Clark, David L., "High-Resolution Subjective Testing Using a Double-Blind Comparator", Journal of the Audio Engineering Society, Vol. 30 No. 5, May 1982, pp. 330-338

JND Loudness vs Frequency


I occasionally get push back when showing this from 'audiophiles' that don't believe you have to match to 0.1 dB to avoid this blinding protocol 'leak'

Yes, that's a well known problem. Easy to avoid with passive components though, eg. cables, magic rocks, etc.

The Audiophools will just say the cables aren't properly burned in though, or that too much skepticism sucks all the energy from the magic rocks.
 

Offline Fungus

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Re: Bybee's Lament
« Reply #88 on: September 28, 2017, 03:13:51 am »
And as with other human sensory stimulants such as beverage, food etc, do these experiences not vary with the mood you are in and experiences prior to this one?

Of course.

When you last had lunch has a far greater influence on the sound than any cable ever could.
 

Offline Simon

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Re: Bybee's Lament
« Reply #89 on: September 28, 2017, 04:34:53 am »
@ztatic ... Did I touch a nerve?

You did. You are the other side of the coin from the one who wants to be bamboozled -- you want to pretend that everyone tempted for whatever reason by bamboozlement does not also want to avoid bamboozlement. It's quite annoying, and you go about it with an air od such authority. You're quite an annoyance.

Now, I unsubscribed from this thread immediately after my last post, but still got a fucking notice or your fucking post, you asshole. How the fuck to get un-registered from this fucking joke of a forum, with all you fucking pieces of shit here? Is that enough to get me banned? I sure the fuck hope so.

Wish granted
https://www.simonselectronics.co.uk/shop
Varied stock of test instruments and components including EEVblog gear.
Also, if you want to get ripped off: https://www.ebay.co.uk/usr/simons_electronics?_trksid=p2047675.l2559
 

Offline Brumby

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Re: Bybee's Lament
« Reply #90 on: September 28, 2017, 10:54:28 am »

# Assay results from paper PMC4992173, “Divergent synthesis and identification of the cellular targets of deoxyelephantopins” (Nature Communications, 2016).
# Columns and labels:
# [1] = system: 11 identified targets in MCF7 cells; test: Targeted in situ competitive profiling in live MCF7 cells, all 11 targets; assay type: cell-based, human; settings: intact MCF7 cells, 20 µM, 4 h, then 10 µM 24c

So far not even a single link to a paper describing a DBT (for audio) with statistically valid positive results was posted here.

I am having trouble with your statement, but before I go any further, can I please ask what you mean by "positive results"?

Please do not talk about "statistically valid".  I think most of us understand what that means ... just let us know what you mean by "positive results".

By "positive results" I mean that the difference in the sound with a change in (the system, the source, etc), was actually reliably detected rather than not detected in a double blind test. Only a "positive" result could provide a step in establishing the sensitivity of the procedure.

Cheers

Alex

To take this on face value, it would seem that you are saying that the only way a DBT could be considered valid is if there were positive statistically significant results identifying a difference that we are saying cannot objectively exist.  If this be the case, then - by definition - it cannot ever be demonstrated.

However, in trying to place what you are saying into a scenario that can achieve the desired result, I have this proposal, assuming we have the ability to switch configurations in a suitable manner:
 - That instead of changing just one parameter - the audiophoolery device being in or out - we have a second parameter that is also changed.  The change in this second parameter would need to be subtle, but one that would be expected to be detectable, especially in a statistically significant sample.
 - The test would be run, varying both parameters and the results analysed.
 - For the results to be valid, the variation of the secondary parameter should be clearly identifiable.  If not, then the whole test should be dismissed.  With a valid test, if the audiophoolery product were actually making a difference, then this, too, should be clearly identifiable - but if there is no statistically significant differentiation, then the audiophoolery product can be said to have no effect.

@Alex Nikitin - is this the sort of thing you meant?

There are two questions, though.  The first is "What should this secondary parameter be?".  To be appropriate to the test, I imagine it should probably produce an effect that is the same as the audiophoolery product claims.  That, in itself, would seem to be a challenge - but considering the claimed effects of these products are so indefinite, does it really matter?